Floyd ‘Money” Mayweather – Still the Best Welterweight
By Ivan G. Goldman
Lot of fans, including writers and analysts, are giving Marcos Maidana more credit than he deserves, although he deserves plenty. Floyd Mayweather beat him fair and square, and until somebody proves otherwise in the ring, he still deserves his ranking as the best welterweight in the world.
Photo: USA Today
At this point in his remarkable career there may be guys out there who on the right night under the right circumstances can beat him – I’m thinking Keith Thurman, Shawn Porter and yes, Manny Pacquiao – but unfortunately it’s most unlikely that Mayweather will ever fight any of them.
Maidana showed Floyd no respect, made a real fight out of it, and forced him out of his comfort zone, but he couldn’t hang with the champ for twelve rounds. He ran out of gas and his sloppy attack got sloppier while Mayweather, ducking, moving, and fighting well off the ropes, drilled his man with the same precise shots he’s been throwing for his entire career. They’re not murder shots, but they can bust an opponent up and plant doubt in his mind.
To those who say the scores could have gone either way I say show me seven rounds Maidana won. You can’t. You’re either scoring improperly or you’re letting your emotions and/or desires run away with you. Scoring a fight calls for cold reason and impartiality. Here’s a quick review for either brush-up or introduction:
You have four judging criteria – effective punching, effective aggression, ring generalship, defense. Their order is crucial because if someone wins in the first category, only then do you look at the second. If you believe the round was equal for the first two categories, then you take into account the third, and so on. It’s a rare round that requires a good judge to consider category two, much less three or four. Effective punching is almost always the whole enchilada in every round.
The winner of the round gets 10 points, the loser nine, with exceptions. You must score any knockdowns or point deductions called by the referee, and if you feel one fighter totally dominated his opponent for an entire round you can make it 10-8 even without a knockdown. You try hard to avoid scoring any round a draw because if you watch closely and remember and think hard you can probably find at least a small edge for one fighter. That’s how it works — period. You now know more about judging than some on-screen luminaries whose analysis reveals their ignorance. Not all of them, thankfully. Many really know their stuff.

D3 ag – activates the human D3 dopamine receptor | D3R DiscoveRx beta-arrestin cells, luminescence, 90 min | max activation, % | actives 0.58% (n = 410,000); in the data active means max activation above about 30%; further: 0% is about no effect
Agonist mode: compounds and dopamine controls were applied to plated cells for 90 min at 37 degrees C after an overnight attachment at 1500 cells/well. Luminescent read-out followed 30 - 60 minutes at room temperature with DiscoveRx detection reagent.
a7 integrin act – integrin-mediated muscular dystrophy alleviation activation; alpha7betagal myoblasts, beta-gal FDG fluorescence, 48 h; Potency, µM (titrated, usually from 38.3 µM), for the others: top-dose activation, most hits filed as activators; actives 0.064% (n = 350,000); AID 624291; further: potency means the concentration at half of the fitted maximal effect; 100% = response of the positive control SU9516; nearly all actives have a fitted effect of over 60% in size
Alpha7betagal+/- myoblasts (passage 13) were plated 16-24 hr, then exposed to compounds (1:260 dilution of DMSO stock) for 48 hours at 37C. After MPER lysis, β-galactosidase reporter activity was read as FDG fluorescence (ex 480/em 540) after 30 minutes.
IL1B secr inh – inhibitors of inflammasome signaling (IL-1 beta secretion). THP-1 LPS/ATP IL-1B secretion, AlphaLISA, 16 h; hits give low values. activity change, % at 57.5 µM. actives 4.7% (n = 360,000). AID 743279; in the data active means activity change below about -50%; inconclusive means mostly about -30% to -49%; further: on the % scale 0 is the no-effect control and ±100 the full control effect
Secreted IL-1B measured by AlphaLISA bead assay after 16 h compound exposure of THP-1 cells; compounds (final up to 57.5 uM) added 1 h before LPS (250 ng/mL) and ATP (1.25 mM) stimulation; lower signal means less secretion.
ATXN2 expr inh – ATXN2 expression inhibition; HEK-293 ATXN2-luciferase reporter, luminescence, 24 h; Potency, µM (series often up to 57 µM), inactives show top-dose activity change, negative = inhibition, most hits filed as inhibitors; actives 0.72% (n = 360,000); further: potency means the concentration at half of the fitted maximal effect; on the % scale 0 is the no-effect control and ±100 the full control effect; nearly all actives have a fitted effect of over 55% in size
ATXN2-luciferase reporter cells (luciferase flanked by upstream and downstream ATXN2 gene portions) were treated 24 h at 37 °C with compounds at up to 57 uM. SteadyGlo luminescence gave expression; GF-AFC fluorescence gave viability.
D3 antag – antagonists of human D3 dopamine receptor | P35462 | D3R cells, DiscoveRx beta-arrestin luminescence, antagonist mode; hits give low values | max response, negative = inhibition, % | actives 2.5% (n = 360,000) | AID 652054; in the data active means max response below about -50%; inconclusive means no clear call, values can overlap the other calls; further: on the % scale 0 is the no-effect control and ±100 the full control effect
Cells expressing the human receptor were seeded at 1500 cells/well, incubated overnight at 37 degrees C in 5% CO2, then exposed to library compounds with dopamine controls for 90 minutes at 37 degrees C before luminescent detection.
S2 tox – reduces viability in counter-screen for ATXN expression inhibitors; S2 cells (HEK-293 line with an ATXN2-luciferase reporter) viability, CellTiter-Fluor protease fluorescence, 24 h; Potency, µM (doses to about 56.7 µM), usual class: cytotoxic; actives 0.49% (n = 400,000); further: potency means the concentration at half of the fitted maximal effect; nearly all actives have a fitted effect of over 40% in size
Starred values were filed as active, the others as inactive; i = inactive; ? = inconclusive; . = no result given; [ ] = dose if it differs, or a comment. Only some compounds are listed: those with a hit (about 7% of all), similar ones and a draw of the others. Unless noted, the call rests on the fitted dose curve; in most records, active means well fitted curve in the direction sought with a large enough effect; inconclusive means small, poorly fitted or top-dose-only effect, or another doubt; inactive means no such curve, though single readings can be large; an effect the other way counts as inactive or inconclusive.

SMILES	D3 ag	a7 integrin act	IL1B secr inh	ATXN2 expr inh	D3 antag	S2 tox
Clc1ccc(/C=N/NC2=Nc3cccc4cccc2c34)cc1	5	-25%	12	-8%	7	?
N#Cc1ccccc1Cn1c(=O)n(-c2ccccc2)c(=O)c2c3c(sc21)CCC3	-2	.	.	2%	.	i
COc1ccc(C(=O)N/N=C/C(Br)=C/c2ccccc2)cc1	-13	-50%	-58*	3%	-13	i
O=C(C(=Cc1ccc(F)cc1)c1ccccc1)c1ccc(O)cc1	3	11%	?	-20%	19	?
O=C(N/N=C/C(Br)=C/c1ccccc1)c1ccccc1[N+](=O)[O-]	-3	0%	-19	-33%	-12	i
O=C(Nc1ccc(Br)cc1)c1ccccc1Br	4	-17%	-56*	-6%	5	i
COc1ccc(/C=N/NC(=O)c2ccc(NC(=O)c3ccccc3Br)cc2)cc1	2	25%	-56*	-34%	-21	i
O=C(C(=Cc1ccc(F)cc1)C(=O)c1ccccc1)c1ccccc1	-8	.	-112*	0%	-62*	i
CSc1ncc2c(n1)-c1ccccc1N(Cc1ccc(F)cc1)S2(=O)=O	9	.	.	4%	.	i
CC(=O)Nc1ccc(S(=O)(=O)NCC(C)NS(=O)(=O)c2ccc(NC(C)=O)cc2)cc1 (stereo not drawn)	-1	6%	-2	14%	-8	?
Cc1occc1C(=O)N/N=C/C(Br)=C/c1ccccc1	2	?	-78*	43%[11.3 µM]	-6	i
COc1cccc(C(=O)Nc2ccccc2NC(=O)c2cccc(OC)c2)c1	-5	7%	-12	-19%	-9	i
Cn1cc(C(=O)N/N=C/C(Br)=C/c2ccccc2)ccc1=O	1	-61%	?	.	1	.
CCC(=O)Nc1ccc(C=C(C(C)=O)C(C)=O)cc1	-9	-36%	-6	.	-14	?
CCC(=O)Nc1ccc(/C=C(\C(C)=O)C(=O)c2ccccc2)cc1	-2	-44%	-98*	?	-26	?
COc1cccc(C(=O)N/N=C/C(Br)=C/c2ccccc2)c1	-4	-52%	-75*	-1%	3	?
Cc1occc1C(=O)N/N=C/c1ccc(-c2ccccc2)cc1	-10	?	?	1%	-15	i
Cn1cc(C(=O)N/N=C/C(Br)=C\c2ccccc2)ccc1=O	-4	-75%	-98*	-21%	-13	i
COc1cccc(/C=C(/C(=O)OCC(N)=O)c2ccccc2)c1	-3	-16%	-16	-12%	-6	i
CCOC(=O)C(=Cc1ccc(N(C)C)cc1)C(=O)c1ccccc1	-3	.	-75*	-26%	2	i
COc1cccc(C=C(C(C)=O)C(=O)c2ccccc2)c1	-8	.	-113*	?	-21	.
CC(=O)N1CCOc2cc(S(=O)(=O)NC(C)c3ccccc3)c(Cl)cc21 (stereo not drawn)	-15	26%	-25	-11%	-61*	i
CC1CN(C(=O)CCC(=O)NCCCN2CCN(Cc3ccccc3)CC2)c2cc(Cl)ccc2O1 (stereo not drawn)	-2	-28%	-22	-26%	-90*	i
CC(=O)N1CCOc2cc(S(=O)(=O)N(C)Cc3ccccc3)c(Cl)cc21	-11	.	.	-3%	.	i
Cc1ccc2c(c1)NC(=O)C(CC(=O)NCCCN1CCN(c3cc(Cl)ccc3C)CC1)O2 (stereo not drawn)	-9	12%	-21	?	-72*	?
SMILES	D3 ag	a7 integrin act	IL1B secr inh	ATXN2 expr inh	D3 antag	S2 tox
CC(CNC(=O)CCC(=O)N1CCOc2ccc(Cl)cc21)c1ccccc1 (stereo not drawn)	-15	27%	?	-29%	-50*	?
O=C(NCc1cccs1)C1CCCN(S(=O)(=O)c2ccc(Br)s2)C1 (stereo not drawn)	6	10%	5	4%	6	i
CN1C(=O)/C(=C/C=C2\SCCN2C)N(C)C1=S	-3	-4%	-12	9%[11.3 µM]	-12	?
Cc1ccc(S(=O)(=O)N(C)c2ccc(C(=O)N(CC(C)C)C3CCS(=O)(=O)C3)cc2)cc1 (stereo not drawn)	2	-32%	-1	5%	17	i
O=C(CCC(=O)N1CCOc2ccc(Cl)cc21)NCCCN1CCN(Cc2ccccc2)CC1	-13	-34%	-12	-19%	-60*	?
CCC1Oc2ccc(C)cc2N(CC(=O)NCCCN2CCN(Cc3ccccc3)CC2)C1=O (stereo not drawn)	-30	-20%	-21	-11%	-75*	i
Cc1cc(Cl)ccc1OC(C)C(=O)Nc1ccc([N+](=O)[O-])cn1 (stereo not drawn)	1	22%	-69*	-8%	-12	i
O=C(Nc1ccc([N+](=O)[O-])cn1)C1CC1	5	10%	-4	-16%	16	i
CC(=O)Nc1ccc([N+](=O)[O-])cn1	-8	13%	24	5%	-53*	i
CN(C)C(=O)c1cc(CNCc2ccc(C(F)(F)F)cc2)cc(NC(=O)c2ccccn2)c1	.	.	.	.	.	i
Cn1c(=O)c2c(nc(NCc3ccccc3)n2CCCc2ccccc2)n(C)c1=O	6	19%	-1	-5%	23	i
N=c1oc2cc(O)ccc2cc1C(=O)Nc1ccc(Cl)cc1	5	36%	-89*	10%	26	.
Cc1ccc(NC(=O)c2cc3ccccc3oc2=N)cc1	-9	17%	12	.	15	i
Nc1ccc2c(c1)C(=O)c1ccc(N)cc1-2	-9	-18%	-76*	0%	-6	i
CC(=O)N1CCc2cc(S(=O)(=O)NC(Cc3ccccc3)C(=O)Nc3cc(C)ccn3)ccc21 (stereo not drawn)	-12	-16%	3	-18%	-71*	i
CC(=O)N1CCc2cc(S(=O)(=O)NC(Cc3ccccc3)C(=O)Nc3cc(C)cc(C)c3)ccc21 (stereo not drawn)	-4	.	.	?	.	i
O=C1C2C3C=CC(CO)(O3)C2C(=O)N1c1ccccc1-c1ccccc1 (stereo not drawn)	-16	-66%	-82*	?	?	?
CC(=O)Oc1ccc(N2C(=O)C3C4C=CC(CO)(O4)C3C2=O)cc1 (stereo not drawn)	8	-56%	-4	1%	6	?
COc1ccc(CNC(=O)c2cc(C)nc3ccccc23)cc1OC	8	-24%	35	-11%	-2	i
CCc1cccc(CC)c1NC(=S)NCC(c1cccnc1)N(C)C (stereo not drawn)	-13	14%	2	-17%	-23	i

Not that it makes me an expert, but I do have a judge’s license (expired) in my office. I went through a grueling series of classes to get it. They were taught by masters – virtuosos who donated their time for the love of the sport. They also let some of us sit next to them as they worked, explaining how they made their decisions. I’ll mention only the two that have passed on – Lou Filippo and Larry Rozadilla.
I don’t claim that all my scores are perfect. No one can. That’s why there are three judges on three sides of the ring. But some fights are easier to score than others. Maidana-Mayweather contained perhaps three rounds that could have gone either way. I marked two as very close and had it 116-112 Mayweather.
Now back to Mayweather. He will apparently take three more fights. I guarantee you he’d rather face Maidana three more times than make those fights against Porter, Thurman, and Pacquiao. It’s because he picks opponents more carefully than a great champion should that I’m really not sure how he ranks on the list of all-time greats.
No one should try to rank fighters on that list if they’re not familiar with all the other candidates. Most of the people who tell you, for example, that Sugar Ray Robinson was the greatest of all time have never seen more than two or three snippets of him on film. They’re blowhards and fakes repeating what other people told them.
The current pound-for-pound list is easier to rank because it doesn’t require hunting down scratchy old films, but it’s still not easy because you’re ranking fighters who will never compete against each other — although there are sadists who deny Mayweather credit because he doesn’t fight middleweight Gennady Golovkin. No one should have to fight out of his weight class to prove himself.
I’d probably rank super middleweight champion Andre Ward ahead of Mayweather pound for pound because he defeats everyone, rarely loses a round, and proved by entering and winning Showtime’s super middleweight tournament that he’ll fight anybody. Floyd wouldn’t compete in a tournament like that if you offered him a hundred million. It would mean discarding his entire strategy of carefully weighing money against risk before deciding on an opponent.
But Mayweather deserves credit for his great accomplishments, including his stellar ability to attract fans to his fights. When he’s gone from the scene even his most ardent critics will probably miss him.
Sick Justice: Inside the American Gulag, by New York Times best-selling author Ivan G. Goldman, was released in 2013 by Potomac Books, a University of Nebraska Press imprint. It can be purchased here.